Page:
Thanks mostly to medical business, I’ve been out of touch for awhile. I was hospitalized for various tests and procedures nearly all of last week (no large problems, thank God), and save for a brief appearance at the law school’s graduation ceremony – I love graduations: everyone is so unremittingly happy – have spent this week recuperating.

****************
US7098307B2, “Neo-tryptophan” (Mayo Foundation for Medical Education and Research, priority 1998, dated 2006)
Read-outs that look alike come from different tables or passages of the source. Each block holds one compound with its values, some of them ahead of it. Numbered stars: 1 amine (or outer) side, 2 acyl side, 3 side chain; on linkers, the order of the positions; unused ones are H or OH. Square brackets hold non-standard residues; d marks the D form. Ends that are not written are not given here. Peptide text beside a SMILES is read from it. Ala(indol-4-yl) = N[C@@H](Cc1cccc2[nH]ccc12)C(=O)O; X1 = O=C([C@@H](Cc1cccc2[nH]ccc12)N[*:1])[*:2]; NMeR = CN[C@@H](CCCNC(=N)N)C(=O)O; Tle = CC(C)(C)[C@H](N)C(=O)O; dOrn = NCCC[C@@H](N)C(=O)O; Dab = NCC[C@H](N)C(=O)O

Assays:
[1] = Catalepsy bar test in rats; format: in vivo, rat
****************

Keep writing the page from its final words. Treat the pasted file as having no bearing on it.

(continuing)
Last week reminded me just how much attention patients in reasonably well-run hospitals receive. It’s remarkable; I saw a half-dozen doctors and another half-dozen nurses on a regular basis. Nighttime excepted, I rarely went as long as ninety minutes without at least one of them dropping by. Of course, I’m more advantaged than most patients. But this isn’t just a matter of class or status. My roommate, an alcoholic who appeared less than fully in touch with reality, had almost as much doctor attention and more nursing care than I had. All of which is a reminder that health care is a strange business: in the end, a large fraction of what sellers sell is human relationship. When done well, those relationships are a tonic. But it’s hard to see how one can both do them well and do them more cheaply – the twin goals of any plausible health care reform process. Plainly, the system needs reforming. Equally plainly, reform will come at a price. I hope it’s not too steep for patients like my hospital roommate, who need all the care they can get.